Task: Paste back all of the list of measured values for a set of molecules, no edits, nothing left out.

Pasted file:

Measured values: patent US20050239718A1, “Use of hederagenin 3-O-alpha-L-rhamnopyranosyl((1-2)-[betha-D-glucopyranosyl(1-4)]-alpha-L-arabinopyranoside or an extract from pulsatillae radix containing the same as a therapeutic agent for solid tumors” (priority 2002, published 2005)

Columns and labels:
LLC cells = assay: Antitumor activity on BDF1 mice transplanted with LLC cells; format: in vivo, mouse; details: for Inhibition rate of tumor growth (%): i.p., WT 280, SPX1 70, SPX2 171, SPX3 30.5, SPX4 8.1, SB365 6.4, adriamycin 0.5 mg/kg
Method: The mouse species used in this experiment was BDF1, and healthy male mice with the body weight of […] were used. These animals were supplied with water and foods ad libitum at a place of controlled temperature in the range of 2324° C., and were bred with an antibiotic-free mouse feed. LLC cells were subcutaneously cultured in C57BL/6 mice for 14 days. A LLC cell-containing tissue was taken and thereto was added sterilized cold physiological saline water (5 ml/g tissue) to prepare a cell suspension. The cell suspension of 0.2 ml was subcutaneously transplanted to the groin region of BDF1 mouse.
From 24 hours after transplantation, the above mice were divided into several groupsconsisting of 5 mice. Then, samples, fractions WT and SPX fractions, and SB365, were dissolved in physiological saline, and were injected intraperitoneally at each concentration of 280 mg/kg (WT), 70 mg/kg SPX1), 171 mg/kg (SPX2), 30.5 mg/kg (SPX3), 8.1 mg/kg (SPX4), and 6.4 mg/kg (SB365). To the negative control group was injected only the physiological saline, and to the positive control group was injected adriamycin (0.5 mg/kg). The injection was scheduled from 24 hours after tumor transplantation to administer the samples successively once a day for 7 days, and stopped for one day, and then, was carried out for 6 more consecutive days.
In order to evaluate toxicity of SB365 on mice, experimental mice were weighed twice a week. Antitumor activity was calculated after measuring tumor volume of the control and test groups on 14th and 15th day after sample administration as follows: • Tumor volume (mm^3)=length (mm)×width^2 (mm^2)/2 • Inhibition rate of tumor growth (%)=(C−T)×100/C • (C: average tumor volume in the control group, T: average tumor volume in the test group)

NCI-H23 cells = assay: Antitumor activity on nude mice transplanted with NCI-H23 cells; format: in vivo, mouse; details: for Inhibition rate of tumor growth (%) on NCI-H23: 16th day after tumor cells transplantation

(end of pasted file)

Measured values: patent US20050239718A1, “Use of hederagenin 3-O-alpha-L-rhamnopyranosyl((1-2)-[betha-D-glucopyranosyl(1-4)]-alpha-L-arabinopyranoside or an extract from pulsatillae radix containing the same as a therapeutic agent for solid tumors” (priority 2002, published 2005)

Columns and labels:
LLC cells = assay: Antitumor activity on BDF1 mice transplanted with LLC cells; format: in vivo, mouse; details: for Inhibition rate of tumor growth (%): i.p., WT 280, SPX1 70, SPX2 171, SPX3 30.5, SPX4 8.1, SB365 6.4, adriamycin 0.5 mg/kg
Method: The mouse species used in this experiment was BDF1, and healthy male mice with the body weight of […] were used. These animals were supplied with water and foods ad libitum at a place of controlled temperature in the range of 2324° C., and were bred with an antibiotic-free mouse feed. LLC cells were subcutaneously cultured in C57BL/6 mice for 14 days. A LLC cell-containing tissue was taken and thereto was added sterilized cold physiological saline water (5 ml/g tissue) to prepare a cell suspension. The cell suspension of 0.2 ml was subcutaneously transplanted to the groin region of BDF1 mouse.
From 24 hours after transplantation, the above mice were divided into several groupsconsisting of 5 mice. Then, samples, fractions WT and SPX fractions, and SB365, were dissolved in physiological saline, and were injected intraperitoneally at each concentration of 280 mg/kg (WT), 70 mg/kg SPX1), 171 mg/kg (SPX2), 30.5 mg/kg (SPX3), 8.1 mg/kg (SPX4), and 6.4 mg/kg (SB365). To the negative control group was injected only the physiological saline, and to the positive control group was injected adriamycin (0.5 mg/kg). The injection was scheduled from 24 hours after tumor transplantation to administer the samples successively once a day for 7 days, and stopped for one day, and then, was carried out for 6 more consecutive days.
In order to evaluate toxicity of SB365 on mice, experimental mice were weighed twice a week. Antitumor activity was calculated after measuring tumor volume of the control and test groups on 14th and 15th day after sample administration as follows: • Tumor volume (mm^3)=length (mm)×width^2 (mm^2)/2 • Inhibition rate of tumor growth (%)=(C−T)×100/C • (C: average tumor volume in the control group, T: average tumor volume in the test group)

NCI-H23 cells = assay: Antitumor activity on nude mice transplanted with NCI-H23 cells; format: in vivo, mouse; details: for Inhibition rate of tumor growth (%) on NCI-H23: 16th day after tumor cells transplantation